Yesterday Kate and I got to hear Douglas Rushkoff, author of Get Back in the Box
, talk about how
content context contact
is king. He explained that what people are really looking for online is social currency, the opportunities to interact with and respond to other people. The predominant marketing model has been to get people to interact with products, to take them away from other people so that, as Doug said in an example, they buy their oatmeal from Quaker, and not from Joe at the local farmer's market. That's changing as marketing is shifting from the hands of producers to the hands of consumers, whose opinions are more valuable because they can be shared without bias (for the most part) directly with other consumers.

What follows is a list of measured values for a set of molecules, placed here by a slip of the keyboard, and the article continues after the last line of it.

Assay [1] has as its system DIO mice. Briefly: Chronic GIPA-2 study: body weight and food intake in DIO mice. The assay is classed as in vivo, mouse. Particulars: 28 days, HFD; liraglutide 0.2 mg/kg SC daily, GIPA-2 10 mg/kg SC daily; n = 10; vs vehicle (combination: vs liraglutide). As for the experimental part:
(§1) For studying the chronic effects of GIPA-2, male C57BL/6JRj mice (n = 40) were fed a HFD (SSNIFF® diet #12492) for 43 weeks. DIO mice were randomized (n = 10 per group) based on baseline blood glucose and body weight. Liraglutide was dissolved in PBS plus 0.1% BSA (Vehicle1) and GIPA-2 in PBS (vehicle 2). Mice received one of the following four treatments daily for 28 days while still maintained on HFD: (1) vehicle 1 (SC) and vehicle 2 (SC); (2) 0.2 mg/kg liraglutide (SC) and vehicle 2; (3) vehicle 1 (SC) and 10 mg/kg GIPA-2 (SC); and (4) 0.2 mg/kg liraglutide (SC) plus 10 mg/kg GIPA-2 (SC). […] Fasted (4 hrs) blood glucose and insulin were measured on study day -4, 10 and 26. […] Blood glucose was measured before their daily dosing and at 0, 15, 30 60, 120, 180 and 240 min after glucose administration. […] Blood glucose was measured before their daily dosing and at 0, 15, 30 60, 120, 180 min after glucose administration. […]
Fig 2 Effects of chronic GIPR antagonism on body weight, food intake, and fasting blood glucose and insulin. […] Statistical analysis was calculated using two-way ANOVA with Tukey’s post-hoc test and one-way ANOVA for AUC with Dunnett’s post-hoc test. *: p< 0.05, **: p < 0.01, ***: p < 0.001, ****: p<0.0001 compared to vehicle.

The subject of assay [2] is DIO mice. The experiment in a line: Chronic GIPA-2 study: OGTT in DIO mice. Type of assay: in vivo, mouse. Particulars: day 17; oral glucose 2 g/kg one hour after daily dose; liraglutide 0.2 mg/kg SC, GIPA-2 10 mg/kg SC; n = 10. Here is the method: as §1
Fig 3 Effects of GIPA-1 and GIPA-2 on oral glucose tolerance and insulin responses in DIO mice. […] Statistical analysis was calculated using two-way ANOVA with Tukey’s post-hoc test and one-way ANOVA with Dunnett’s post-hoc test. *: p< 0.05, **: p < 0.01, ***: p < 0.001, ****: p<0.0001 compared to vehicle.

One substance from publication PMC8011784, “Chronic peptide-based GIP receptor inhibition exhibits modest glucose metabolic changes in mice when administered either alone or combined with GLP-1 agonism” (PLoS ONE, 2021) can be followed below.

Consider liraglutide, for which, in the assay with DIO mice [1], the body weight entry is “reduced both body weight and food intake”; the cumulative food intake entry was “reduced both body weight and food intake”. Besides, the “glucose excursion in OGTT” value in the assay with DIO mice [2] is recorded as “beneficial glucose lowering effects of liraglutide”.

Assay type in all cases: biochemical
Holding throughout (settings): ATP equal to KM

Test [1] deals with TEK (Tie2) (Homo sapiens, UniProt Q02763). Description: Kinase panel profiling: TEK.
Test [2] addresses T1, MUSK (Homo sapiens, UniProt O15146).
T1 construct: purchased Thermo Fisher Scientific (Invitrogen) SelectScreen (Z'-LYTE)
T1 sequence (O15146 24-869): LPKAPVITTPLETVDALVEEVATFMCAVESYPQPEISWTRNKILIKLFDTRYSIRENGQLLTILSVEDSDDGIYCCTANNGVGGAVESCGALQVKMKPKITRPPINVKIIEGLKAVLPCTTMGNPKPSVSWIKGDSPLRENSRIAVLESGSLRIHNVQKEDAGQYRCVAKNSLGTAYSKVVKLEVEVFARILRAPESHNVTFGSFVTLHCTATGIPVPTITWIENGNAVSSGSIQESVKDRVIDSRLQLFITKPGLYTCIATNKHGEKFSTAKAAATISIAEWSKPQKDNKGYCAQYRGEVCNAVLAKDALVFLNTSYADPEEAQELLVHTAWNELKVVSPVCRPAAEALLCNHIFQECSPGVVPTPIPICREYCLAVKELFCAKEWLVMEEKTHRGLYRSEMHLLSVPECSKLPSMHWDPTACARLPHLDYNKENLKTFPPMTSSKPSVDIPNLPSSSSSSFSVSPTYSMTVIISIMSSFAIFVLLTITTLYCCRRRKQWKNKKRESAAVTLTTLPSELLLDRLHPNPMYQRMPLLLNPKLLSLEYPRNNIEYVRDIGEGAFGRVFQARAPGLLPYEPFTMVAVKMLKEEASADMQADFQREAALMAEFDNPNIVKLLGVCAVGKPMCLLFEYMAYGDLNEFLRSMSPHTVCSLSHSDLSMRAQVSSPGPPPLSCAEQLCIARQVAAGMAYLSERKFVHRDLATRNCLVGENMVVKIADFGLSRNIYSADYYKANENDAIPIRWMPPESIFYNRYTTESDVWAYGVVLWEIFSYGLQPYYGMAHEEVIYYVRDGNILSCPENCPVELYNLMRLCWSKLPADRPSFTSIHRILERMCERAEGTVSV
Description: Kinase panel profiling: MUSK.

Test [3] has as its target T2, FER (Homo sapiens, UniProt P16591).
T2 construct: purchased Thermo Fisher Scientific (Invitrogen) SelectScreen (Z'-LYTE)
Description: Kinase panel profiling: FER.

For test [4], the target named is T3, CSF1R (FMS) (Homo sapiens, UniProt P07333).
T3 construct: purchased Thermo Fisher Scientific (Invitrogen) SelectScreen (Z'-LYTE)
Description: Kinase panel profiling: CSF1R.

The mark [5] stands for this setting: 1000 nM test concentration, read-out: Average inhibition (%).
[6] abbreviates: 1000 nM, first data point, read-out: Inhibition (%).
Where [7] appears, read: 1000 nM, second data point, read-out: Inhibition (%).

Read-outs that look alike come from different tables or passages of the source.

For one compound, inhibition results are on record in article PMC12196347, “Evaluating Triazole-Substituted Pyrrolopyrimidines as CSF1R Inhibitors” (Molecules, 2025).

The idea of social relationships in publishing has been a major theme at this year's conference. This morning I heard Gavin Bell from Nature Publishing Group talk about how your online services deserve the same degree of customer service your bricks and mortar business boasts. He talked about "Moderation" -- talking to people and finding out what's working and what's not, whether you're an online retailer or a blogger trying to join a broader conversation. One of the hardest parts of moderation is, Gavin explained, listening to what people say and accepting that they know what they want.